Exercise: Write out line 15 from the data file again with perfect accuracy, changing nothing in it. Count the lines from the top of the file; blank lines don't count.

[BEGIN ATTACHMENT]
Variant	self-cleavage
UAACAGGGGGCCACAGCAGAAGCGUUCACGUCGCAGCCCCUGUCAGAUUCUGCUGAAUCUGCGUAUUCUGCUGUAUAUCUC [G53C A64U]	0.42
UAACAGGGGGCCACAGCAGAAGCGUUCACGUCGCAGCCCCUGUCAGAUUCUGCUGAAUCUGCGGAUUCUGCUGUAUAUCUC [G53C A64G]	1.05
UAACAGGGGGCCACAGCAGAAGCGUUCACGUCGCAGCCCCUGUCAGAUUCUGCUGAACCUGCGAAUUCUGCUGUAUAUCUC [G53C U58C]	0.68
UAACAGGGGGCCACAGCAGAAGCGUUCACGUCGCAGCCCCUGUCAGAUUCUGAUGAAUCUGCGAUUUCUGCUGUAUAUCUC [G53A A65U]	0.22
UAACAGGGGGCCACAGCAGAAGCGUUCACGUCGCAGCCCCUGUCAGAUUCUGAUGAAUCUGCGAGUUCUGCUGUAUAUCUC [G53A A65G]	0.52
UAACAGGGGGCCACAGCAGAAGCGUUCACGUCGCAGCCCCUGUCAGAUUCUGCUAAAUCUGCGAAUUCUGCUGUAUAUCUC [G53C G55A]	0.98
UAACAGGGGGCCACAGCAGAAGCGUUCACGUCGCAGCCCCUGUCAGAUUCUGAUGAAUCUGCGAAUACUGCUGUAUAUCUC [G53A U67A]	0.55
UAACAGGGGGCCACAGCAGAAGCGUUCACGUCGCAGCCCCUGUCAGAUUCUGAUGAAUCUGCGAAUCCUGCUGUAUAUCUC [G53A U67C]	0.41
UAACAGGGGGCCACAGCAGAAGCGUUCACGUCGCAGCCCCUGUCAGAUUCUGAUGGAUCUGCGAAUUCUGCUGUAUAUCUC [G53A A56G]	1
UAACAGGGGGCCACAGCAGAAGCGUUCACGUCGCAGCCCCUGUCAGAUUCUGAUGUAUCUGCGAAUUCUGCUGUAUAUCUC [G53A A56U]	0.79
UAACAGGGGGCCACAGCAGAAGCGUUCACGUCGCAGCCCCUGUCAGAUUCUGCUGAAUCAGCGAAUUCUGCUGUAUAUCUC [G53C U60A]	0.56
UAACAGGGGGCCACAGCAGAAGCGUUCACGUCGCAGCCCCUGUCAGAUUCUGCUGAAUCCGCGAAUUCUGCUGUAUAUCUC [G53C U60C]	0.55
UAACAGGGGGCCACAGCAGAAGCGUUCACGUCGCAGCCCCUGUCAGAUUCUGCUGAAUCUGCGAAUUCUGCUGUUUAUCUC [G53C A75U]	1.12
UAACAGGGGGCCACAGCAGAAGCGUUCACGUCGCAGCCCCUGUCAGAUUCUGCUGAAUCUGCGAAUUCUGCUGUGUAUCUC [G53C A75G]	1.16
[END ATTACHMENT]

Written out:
UAACAGGGGGCCACAGCAGAAGCGUUCACGUCGCAGCCCCUGUCAGAUUCUGCUGAAUCUGCGAAUUCUGCUGUGUAUCUC [G53C A75G]	1.16